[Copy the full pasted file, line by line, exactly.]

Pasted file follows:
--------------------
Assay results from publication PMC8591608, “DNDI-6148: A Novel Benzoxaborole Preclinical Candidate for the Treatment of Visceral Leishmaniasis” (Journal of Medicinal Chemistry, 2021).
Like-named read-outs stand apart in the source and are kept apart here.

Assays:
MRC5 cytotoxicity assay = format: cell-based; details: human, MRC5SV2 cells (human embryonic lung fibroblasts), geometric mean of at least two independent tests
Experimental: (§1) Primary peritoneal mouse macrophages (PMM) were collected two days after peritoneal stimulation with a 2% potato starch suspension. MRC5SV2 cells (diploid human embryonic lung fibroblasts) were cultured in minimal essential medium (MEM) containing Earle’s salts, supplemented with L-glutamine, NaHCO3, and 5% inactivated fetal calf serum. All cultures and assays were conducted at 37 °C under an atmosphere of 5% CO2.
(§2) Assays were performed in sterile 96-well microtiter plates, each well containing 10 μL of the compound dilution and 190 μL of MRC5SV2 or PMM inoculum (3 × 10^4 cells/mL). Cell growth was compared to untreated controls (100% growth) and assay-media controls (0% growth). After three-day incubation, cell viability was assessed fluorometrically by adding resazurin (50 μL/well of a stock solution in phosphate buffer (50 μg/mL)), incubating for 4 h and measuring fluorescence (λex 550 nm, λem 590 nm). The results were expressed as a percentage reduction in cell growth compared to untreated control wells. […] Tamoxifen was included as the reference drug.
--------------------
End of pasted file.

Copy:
Assay results from publication PMC8591608, “DNDI-6148: A Novel Benzoxaborole Preclinical Candidate for the Treatment of Visceral Leishmaniasis” (Journal of Medicinal Chemistry, 2021).
Like-named read-outs stand apart in the source and are kept apart here.

Assays:
MRC5 cytotoxicity assay = format: cell-based; details: human, MRC5SV2 cells (human embryonic lung fibroblasts), geometric mean of at least two independent tests
Experimental: (§1) Primary peritoneal mouse macrophages (PMM) were collected two days after peritoneal stimulation with a 2% potato starch suspension. MRC5SV2 cells (diploid human embryonic lung fibroblasts) were cultured in minimal essential medium (MEM) containing Earle’s salts, supplemented with L-glutamine, NaHCO3, and 5% inactivated fetal calf serum. All cultures and assays were conducted at 37 °C under an atmosphere of 5% CO2.
(§2) Assays were performed in sterile 96-well microtiter plates, each well containing 10 μL of the compound dilution and 190 μL of MRC5SV2 or PMM inoculum (3 × 10^4 cells/mL). Cell growth was compared to untreated controls (100% growth) and assay-media controls (0% growth). After three-day incubation, cell viability was assessed fluorometrically by adding resazurin (50 μL/well of a stock solution in phosphate buffer (50 μg/mL)), incubating for 4 h and measuring fluorescence (λex 550 nm, λem 590 nm). The results were expressed as a percentage reduction in cell growth compared to untreated control wells. […] Tamoxifen was included as the reference drug.